If your first response was to assume the children in some way deserved it, that we as Americans deserve it, then you are nothing more than a follower of Fred Phelps.

If your first response, after the anger subsided just a bit, was to begin to call for prayers of comfort, you may be a follower of Jesus who refused to condemn the Gentiles who perished in the tower at Sidon.

Compare well the responses from the Westboro ilk and the mainline Christians:

The Roman Catholic Church issued a statement from Cardinal Dolan:

Once again we speak against the culture of violence infecting our country even as we prepare to welcome the Prince of Peace at Christmas. All of us are called to work for peace in our homes, our streets and our world, now more than ever.

The ECLA issued prayers of intercession:

For communities and schools affected by violence, especially Sandy Hook Elementary School. As they remember and as they grieve, hear their cries and wipe away their tears. Assure them of your promised peace in the midst of suffering.

The United Methodist Church in their respective districts issued words of care, while on Facebook issuing a prayer for all.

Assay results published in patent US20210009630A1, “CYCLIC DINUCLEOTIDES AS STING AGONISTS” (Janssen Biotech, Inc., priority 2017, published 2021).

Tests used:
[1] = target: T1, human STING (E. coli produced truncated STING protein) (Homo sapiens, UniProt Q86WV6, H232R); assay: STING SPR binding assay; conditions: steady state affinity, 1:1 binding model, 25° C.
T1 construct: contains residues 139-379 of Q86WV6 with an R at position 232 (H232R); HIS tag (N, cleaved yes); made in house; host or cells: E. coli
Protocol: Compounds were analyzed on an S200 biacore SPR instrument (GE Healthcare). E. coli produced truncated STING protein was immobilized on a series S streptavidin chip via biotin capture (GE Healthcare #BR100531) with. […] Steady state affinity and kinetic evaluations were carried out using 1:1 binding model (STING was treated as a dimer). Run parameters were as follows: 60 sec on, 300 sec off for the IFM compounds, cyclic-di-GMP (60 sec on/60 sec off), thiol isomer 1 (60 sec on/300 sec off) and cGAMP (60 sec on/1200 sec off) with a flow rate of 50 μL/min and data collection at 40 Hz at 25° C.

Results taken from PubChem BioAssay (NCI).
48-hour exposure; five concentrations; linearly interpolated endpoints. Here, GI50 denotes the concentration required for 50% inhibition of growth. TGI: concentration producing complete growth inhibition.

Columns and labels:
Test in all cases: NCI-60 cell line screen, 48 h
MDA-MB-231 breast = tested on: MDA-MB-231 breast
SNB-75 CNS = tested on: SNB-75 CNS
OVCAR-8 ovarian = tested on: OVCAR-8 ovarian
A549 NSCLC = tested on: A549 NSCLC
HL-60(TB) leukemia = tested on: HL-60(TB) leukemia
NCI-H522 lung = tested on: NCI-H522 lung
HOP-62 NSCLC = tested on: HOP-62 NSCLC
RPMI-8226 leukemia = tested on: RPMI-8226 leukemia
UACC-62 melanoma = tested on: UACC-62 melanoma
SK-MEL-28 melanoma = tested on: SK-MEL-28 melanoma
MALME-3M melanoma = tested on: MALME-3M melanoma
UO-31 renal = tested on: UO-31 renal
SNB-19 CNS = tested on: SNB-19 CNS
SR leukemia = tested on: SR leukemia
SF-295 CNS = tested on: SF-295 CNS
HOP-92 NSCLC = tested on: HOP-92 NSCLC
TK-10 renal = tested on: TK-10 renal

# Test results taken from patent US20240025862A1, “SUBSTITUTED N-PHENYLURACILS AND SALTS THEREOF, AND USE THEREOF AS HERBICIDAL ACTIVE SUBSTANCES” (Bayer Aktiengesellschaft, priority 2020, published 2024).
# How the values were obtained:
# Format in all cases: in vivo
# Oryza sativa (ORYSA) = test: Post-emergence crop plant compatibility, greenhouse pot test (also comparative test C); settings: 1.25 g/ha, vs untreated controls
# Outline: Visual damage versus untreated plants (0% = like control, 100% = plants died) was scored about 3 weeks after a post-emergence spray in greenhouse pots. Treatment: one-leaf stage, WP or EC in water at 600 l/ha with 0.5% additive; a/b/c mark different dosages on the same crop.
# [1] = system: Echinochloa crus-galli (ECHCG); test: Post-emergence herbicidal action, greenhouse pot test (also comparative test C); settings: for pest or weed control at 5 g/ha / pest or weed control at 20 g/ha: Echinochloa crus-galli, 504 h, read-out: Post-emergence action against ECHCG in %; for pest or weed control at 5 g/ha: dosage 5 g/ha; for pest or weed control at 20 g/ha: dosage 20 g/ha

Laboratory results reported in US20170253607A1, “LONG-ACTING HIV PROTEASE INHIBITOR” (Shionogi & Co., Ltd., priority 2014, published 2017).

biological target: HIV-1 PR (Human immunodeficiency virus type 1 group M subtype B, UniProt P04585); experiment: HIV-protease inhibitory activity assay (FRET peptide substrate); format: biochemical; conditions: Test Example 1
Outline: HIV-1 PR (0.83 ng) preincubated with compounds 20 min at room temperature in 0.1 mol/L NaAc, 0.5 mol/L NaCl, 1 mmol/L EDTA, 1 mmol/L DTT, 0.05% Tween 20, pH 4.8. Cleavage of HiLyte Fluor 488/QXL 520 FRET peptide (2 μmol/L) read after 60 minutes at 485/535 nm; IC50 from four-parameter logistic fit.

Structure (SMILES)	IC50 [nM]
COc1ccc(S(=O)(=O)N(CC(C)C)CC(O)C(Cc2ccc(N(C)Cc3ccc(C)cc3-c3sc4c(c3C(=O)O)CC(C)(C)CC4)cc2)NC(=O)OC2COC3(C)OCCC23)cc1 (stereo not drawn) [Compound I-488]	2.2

“Friends, in the midst of this tragedy draw closer to your loved ones, especially the children,” his letter said. “Reassure them of God’s love and your love. While we cannot undo this carnage, we can respond with the message of hope and healing that our Lord and Savior Jesus the Christ offers to us all. Through the tears of a nation, remember the promise of the Psalmist: ‘Weeping endures for a night, but joy comes in the morning’ (Ps. 30:5).”

Recently, Dan Savage issued a plea for the Christian Left to get louder:

Here’s the thing – we who you would call liberal are too busy working – too busy praying – too busy doing God’s work for us that we do not have time to blast anyone. For example, these mainline churches in Newtown are already working to help the families in crisis. The UMC and other national groups are already working to provide backup to the churches in Newtown while still working in respond to Sandy, while still working in response to AIDs, immigration, labor, equality… while we are still working around the world. The reason you only hear from the right wing is because they aren’t work — they are too busy coming up with excuses and playing the blame game to work, to do real, meaningful work.